Voices of 1863
1863 was a pivotal year in the Civil War. First, the Emancipation Proclamation declared slaves in Confederate territory to be free and then the Union won two key battles: Gettysburg and Vicksburg. This exhibition explores these larger-than-life events through the stories of individuals, from the president to private citizens. Through letters and other dispatches, hear ﬁrst-hand from the people struggling to preserve the Union and live their lives during one of the most dramatic eras of U.S. history.
The second of three exhibitions in a multi-year commemoration of the 150th anniversary of the Civil War, Voices of 1863 delves into three key 1863 events through the lens of four northerners represented in the Rosenbach’s collection. The Emancipation Proclamation is presented through President Lincoln, the Vicksburg campaign through General Grant, and the Gettysburg campaign through Major Alexander Biddle of the 121st Pennsylvania and the civilian Warner family of Gettysburg.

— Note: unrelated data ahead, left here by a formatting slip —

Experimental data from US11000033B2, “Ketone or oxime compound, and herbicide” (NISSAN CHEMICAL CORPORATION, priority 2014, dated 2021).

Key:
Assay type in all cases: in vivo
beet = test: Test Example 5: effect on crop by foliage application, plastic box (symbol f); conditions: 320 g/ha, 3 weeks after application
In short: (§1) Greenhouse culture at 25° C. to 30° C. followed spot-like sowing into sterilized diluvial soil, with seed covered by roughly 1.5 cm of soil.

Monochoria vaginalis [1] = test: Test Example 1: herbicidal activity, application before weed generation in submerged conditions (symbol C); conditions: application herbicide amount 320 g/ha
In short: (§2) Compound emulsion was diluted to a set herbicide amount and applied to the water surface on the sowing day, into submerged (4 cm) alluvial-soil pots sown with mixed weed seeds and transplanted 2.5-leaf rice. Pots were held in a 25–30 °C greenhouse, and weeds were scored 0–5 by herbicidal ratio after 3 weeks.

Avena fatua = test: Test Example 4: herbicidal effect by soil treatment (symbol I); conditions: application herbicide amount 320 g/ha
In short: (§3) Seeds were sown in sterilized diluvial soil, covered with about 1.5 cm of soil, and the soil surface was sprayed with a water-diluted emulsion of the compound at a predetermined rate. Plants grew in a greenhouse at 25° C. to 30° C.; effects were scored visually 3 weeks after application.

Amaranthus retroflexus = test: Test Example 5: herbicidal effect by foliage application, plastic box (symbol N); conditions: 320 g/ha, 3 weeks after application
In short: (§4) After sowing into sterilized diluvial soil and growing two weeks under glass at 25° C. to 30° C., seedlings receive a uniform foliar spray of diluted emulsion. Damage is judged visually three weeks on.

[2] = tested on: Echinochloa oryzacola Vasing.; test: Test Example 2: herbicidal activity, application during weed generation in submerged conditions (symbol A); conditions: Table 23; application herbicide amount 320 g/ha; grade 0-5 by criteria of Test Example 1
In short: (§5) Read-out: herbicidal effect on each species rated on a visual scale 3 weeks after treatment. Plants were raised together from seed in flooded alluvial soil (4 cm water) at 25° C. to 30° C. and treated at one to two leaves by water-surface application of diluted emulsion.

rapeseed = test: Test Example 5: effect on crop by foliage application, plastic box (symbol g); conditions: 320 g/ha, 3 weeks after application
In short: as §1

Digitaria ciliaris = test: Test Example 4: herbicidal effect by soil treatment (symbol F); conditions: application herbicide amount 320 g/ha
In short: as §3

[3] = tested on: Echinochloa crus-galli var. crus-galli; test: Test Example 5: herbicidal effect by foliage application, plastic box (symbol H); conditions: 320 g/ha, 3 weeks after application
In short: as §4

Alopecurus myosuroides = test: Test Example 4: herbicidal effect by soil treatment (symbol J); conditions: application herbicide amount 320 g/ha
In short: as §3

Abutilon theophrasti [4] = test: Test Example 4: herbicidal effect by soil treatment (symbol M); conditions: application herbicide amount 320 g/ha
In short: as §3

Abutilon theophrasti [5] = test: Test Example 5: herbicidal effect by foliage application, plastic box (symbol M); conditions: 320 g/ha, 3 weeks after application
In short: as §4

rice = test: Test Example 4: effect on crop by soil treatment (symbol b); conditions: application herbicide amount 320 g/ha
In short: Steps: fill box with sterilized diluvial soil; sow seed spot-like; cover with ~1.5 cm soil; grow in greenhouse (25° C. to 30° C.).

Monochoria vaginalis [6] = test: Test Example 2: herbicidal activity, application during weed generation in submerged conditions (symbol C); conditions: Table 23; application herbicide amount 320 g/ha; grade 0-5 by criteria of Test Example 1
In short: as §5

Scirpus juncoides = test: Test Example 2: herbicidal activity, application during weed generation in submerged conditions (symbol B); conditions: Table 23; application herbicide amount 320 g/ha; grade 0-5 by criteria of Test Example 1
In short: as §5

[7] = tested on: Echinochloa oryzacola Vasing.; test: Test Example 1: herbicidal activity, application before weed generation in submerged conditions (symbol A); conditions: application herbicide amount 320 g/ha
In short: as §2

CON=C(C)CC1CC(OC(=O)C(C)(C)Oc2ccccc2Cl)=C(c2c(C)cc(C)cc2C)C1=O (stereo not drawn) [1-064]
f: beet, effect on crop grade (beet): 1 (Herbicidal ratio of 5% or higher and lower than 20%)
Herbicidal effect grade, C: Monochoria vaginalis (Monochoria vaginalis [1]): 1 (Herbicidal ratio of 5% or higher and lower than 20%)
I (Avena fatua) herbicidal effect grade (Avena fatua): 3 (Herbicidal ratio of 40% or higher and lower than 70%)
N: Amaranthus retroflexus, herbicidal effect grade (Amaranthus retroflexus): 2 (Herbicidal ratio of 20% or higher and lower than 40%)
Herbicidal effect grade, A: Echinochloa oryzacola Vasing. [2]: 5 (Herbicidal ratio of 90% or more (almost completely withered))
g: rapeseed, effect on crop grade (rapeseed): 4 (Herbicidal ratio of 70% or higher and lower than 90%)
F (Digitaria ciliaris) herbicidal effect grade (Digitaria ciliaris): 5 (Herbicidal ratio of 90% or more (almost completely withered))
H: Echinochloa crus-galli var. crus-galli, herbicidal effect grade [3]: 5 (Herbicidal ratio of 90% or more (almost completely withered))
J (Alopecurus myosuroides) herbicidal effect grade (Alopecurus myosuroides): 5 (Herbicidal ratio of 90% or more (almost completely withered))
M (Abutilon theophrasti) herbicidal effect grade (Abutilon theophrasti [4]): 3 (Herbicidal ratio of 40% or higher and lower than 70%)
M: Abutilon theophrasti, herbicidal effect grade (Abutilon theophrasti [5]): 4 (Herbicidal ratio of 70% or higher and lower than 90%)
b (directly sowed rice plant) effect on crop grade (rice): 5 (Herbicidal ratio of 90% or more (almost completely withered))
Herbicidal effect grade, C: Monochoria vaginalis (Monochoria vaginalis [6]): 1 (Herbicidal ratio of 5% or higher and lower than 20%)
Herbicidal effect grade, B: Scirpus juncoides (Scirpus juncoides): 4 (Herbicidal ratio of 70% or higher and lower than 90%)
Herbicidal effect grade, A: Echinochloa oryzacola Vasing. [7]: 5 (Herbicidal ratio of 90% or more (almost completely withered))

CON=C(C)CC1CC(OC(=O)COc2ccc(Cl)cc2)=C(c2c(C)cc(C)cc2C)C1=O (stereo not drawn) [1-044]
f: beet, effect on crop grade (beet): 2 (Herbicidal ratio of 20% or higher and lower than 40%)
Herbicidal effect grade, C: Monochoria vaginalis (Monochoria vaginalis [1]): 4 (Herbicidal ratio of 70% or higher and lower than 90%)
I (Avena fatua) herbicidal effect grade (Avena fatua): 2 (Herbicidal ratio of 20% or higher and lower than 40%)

Immerse yourself in their words and experiences through over forty documents, including Lincoln’s handwritten notes and speeches on race and slavery, U.S. Grant’s personal letters to his family, Alexander Biddle’s letters from the ﬁeld at Gettysburg, and letters documenting the Warners’ experience at Gettysburg before, during, and after the famous battle.
To follow the wartime stories of the people represented in Voices of 1863, and to learn more about the Rosenbach’s Civil War holdings, check out Today in the Civil War, a Rosenbach blog showcasing items from the collection 150 years after they were written.